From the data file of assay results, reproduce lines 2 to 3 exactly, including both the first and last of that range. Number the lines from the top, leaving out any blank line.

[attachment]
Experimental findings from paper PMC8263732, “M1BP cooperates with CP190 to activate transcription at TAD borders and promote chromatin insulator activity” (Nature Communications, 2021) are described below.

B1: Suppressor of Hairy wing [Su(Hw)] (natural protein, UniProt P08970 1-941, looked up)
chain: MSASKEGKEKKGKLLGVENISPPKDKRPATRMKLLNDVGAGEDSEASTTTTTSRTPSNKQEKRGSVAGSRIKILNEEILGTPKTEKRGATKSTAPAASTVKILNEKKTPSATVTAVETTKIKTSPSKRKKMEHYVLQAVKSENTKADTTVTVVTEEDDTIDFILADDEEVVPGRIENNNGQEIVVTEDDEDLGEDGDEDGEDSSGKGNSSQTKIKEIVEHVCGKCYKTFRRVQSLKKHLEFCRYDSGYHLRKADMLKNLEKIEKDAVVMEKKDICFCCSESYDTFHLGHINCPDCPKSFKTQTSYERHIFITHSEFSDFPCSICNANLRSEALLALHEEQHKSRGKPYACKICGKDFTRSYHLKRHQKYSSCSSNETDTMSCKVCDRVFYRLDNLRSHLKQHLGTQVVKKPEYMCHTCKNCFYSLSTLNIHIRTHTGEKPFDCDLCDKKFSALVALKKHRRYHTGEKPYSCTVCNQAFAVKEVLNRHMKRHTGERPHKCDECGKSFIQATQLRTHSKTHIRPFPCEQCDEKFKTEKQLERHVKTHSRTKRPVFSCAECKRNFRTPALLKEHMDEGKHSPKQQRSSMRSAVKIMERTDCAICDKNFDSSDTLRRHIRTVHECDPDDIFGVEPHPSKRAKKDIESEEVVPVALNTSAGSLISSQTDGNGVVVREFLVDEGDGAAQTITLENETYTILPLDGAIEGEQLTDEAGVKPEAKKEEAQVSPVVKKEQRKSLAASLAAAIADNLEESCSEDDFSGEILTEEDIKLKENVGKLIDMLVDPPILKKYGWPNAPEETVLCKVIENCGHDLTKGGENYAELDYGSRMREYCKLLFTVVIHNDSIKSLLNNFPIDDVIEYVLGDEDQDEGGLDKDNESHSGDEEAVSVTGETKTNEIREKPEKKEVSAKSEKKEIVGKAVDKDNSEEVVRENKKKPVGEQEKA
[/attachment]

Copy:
B1: Suppressor of Hairy wing [Su(Hw)] (natural protein, UniProt P08970 1-941, looked up)
chain: MSASKEGKEKKGKLLGVENISPPKDKRPATRMKLLNDVGAGEDSEASTTTTTSRTPSNKQEKRGSVAGSRIKILNEEILGTPKTEKRGATKSTAPAASTVKILNEKKTPSATVTAVETTKIKTSPSKRKKMEHYVLQAVKSENTKADTTVTVVTEEDDTIDFILADDEEVVPGRIENNNGQEIVVTEDDEDLGEDGDEDGEDSSGKGNSSQTKIKEIVEHVCGKCYKTFRRVQSLKKHLEFCRYDSGYHLRKADMLKNLEKIEKDAVVMEKKDICFCCSESYDTFHLGHINCPDCPKSFKTQTSYERHIFITHSEFSDFPCSICNANLRSEALLALHEEQHKSRGKPYACKICGKDFTRSYHLKRHQKYSSCSSNETDTMSCKVCDRVFYRLDNLRSHLKQHLGTQVVKKPEYMCHTCKNCFYSLSTLNIHIRTHTGEKPFDCDLCDKKFSALVALKKHRRYHTGEKPYSCTVCNQAFAVKEVLNRHMKRHTGERPHKCDECGKSFIQATQLRTHSKTHIRPFPCEQCDEKFKTEKQLERHVKTHSRTKRPVFSCAECKRNFRTPALLKEHMDEGKHSPKQQRSSMRSAVKIMERTDCAICDKNFDSSDTLRRHIRTVHECDPDDIFGVEPHPSKRAKKDIESEEVVPVALNTSAGSLISSQTDGNGVVVREFLVDEGDGAAQTITLENETYTILPLDGAIEGEQLTDEAGVKPEAKKEEAQVSPVVKKEQRKSLAASLAAAIADNLEESCSEDDFSGEILTEEDIKLKENVGKLIDMLVDPPILKKYGWPNAPEETVLCKVIENCGHDLTKGGENYAELDYGSRMREYCKLLFTVVIHNDSIKSLLNNFPIDDVIEYVLGDEDQDEGGLDKDNESHSGDEEAVSVTGETKTNEIREKPEKKEVSAKSEKKEIVGKAVDKDNSEEVVRENKKKPVGEQEKA